Building A Component-Based Web UI With Modern JavaScript Frameworks

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Most modern front-end JavaScript frameworks provide some sort of support for component based development. This is an incredibly important step in the direction of development for the web. Components provide a way to write small parts with a consistent API that can easily be orchestrated as part of a larger screen, application or system. Component based development isn’t just the future of the web, though. It’s what you should be doing now, in any modern UI / application framework on the web.

Message Brokers, Channels And JavaScript Zombies

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Be careful when using a channel-based message broker for browser-based JavaScript applications. It’s easy to get a channel from the broker, but it’s also easy to create memory leaks and JavaScript zombies – object that should have been dead and cleaned up, but come back to bite you later. Global Channels I recently wrote some […]

Promises, Modal Dialogs and Resolve vs Reject

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Someone on twitter asked me a question about promises a while back. It was a good question about the general use of reject and resolve to manage a yes/no dialog box. The short answer is always resolve with a status indicator – but I think they wanted more of the “why” than just this one specific answer. To understand why, there is some background to dig in to, first: modal dialog results and reject vs resolve.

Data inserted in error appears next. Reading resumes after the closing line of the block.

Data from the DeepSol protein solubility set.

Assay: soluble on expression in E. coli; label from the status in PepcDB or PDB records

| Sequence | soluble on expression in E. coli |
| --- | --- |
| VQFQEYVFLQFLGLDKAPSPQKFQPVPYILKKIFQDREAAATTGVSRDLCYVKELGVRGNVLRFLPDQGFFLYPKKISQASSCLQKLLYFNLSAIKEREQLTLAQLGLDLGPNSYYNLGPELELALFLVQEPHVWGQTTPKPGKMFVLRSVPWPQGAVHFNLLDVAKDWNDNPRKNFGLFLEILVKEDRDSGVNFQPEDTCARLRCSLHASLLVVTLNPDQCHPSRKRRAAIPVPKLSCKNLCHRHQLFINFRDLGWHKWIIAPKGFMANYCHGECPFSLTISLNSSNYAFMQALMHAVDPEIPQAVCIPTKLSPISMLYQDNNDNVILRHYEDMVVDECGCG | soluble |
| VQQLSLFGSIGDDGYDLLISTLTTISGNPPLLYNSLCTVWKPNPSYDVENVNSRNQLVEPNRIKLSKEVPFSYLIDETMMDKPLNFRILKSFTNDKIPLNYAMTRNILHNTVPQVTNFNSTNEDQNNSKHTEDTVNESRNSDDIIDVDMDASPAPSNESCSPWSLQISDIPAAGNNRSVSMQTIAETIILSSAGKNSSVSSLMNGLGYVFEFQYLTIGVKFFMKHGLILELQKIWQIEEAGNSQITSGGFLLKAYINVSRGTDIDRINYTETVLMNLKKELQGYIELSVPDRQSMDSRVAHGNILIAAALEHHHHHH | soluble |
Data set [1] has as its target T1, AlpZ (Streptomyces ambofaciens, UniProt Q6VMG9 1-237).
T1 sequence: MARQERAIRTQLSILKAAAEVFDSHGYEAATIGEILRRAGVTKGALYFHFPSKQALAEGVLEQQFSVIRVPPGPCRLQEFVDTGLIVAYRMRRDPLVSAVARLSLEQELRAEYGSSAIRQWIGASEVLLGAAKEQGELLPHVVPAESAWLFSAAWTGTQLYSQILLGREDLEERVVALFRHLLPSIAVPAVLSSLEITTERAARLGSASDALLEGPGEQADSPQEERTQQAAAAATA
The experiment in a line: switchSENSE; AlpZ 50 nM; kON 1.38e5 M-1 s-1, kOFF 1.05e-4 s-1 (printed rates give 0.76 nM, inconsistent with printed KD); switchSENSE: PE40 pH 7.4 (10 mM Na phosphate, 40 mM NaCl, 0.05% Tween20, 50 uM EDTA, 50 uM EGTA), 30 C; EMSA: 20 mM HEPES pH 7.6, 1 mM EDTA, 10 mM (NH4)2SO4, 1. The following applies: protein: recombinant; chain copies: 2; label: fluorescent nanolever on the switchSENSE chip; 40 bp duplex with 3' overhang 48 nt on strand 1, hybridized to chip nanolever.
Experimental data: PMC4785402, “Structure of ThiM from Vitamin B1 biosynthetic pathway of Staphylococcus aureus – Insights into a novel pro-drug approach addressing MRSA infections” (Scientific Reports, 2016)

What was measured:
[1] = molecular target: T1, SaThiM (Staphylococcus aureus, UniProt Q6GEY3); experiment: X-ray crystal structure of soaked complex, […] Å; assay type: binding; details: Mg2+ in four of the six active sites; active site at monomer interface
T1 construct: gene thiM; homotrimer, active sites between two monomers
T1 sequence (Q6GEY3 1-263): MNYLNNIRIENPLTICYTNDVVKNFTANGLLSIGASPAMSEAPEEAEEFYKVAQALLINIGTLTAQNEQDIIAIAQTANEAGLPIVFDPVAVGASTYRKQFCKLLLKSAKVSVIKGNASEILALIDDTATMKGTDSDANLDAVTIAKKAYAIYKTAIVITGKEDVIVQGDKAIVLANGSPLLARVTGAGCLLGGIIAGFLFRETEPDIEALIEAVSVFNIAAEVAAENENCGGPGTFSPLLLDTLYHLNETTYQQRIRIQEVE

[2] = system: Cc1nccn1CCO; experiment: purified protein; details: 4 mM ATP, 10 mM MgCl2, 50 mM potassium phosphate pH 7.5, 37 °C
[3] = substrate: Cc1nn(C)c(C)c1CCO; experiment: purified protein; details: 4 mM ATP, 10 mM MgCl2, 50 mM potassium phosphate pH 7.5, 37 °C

Recent Podcast Episodes (August 2015)

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If you haven’t heard, I’ve been making the rounds of podcasts lately. It’s been fun to talk with people about everything from parenting and work-life balance, to JavaScript and messaging patterns, to RabbitMQ and beyond.  Check out these recent episodes of podcasts on which I’ve made an appearance, and be sure to check out the […]

Managing Workflow In Long Running JavaScript Processes

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In my last post, I talked about how we can dramatically improve our application architectures by making workflow explicit. While that post talked about in-memory applications – stateful code like Backbone.js in browser-based JavaScript apps – the same pattern and principle applies to nearly any form of coordinated workflow, including message based systems.

Airport Baggage Claims, Selective Consumers, and RabbitMQ Anti-Patterns

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One of the patterns found in the Enterprise Integration Patterns book covers the idea of a “selective consumer” – that is, a message consumer that uses some criteria to determine which messages it receives and processes, from a given channel (queue). Years ago, when I was first working with queueing in WebsphereMQ, I used this pattern to […]